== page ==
The field of Burma Studies has expanded rapidly in the past decade. Part of this growth has been fuelled by changes in Myanmar’s political conditions, as research opportunities have opened up on topics and in regions where the military government previously restricted access. Additionally, the historical divide between scholars and activists is gradually fading, with much innovative academic work being informed by scholars’ experience with rights groups or civil society organisations. Another welcome development has been an increase in scholars from Myanmar who are more represented in academic venues.
At the same time, this window of openness threatens to be brief, particularly given the understandable pall cast over academic engagement with Myanmar due to the current Rohingya crisis. It is not just the unacceptable violence in Rakhine State that compels critical reflection on scholarly activities, but also the persistence of violence and political repression across the country. This violence has both increased international attention on Myanmar and decreased the productivity of discussions on the country, as it has entrenched polarised debate.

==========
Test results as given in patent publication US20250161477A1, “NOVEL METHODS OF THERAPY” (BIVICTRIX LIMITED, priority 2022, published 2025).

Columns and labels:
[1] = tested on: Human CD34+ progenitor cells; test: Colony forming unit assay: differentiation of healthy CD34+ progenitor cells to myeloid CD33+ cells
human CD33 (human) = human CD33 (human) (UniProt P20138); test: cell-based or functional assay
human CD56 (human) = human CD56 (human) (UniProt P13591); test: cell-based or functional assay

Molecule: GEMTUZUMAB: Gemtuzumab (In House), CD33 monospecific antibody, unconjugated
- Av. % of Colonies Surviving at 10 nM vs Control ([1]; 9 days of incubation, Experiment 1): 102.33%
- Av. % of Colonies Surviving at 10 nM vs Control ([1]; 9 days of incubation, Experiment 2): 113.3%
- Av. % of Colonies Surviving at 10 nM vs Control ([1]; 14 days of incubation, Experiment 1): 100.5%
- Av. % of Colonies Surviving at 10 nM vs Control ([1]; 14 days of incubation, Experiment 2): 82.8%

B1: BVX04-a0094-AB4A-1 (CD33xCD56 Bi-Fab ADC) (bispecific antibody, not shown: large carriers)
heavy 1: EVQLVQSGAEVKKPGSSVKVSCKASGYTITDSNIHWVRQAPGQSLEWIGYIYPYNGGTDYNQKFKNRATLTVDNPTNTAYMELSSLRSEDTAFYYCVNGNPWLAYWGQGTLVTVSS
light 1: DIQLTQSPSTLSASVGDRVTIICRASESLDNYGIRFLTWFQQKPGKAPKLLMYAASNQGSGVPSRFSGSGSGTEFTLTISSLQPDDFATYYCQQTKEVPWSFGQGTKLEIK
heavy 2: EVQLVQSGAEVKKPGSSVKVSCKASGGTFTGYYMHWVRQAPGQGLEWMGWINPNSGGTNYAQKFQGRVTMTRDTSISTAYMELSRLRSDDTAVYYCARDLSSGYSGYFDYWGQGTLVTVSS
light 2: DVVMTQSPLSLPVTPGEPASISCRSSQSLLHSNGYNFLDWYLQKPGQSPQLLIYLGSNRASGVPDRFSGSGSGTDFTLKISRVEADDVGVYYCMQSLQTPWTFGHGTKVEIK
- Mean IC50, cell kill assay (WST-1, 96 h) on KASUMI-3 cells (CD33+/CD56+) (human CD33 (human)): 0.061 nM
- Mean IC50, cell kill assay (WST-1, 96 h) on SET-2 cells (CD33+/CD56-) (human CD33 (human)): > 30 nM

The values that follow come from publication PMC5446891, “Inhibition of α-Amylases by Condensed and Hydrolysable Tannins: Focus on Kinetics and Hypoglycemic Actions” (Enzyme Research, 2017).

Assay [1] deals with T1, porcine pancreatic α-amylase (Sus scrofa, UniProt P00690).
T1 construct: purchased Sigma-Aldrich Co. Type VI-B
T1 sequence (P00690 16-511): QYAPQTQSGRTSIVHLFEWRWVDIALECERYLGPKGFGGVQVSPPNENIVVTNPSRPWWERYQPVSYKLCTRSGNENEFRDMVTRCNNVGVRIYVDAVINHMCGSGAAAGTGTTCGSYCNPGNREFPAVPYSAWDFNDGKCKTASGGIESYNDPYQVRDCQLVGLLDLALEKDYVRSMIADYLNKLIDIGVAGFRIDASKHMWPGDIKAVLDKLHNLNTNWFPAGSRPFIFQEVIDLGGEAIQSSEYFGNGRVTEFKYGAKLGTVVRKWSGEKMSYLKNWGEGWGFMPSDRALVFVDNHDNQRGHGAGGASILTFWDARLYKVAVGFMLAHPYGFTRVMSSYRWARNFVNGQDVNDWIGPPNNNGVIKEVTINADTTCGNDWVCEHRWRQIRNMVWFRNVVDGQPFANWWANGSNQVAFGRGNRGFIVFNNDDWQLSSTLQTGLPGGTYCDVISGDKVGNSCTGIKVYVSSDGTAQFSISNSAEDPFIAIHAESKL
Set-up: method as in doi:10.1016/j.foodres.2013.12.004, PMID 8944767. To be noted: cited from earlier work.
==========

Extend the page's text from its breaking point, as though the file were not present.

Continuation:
This talk will consider dynamics within the field of Burma Studies and how recent events have affected scholarly work. Reflecting on the past five years of activities of the Programme on Modern Burmese Studies as well as the work of other scholars, I will put forward a case for principled, critical engagement. Such engagement must acknowledge and embrace the inevitable political positioning of any scholarship on Myanmar but simultaneously insist on taking seriously concerns related to intersectionality, collaboration, spaces for collective discussion, the uses of our scholarship, and persistent limitations on whose voices are included in the field of Burma Studies.
Matthew J Walton is the Aung San Suu Kyi Senior Research Fellow in Modern Burmese Studies at St Antony’s College. His research focuses on religion and politics in Southeast Asia, with a special emphasis on Buddhism in Myanmar. Matt’s first book, Buddhism, Politics, and Political Thought in Myanmar, was published in 2016 by Cambridge University Press. Matt is P-I for an ESRC-funded 2-year research project entitled “Understanding ‘Buddhist nationalism’ in Myanmar.” He is a co-founder of the Myanmar Media and Society project and of the Oxford-based Burma/Myanmar blog Tea Circle. Beginning in July 2018, Matt will take up a new post as an Assistant Professor of Comparative Political Theory in the Department of Political Science at the University of Toronto.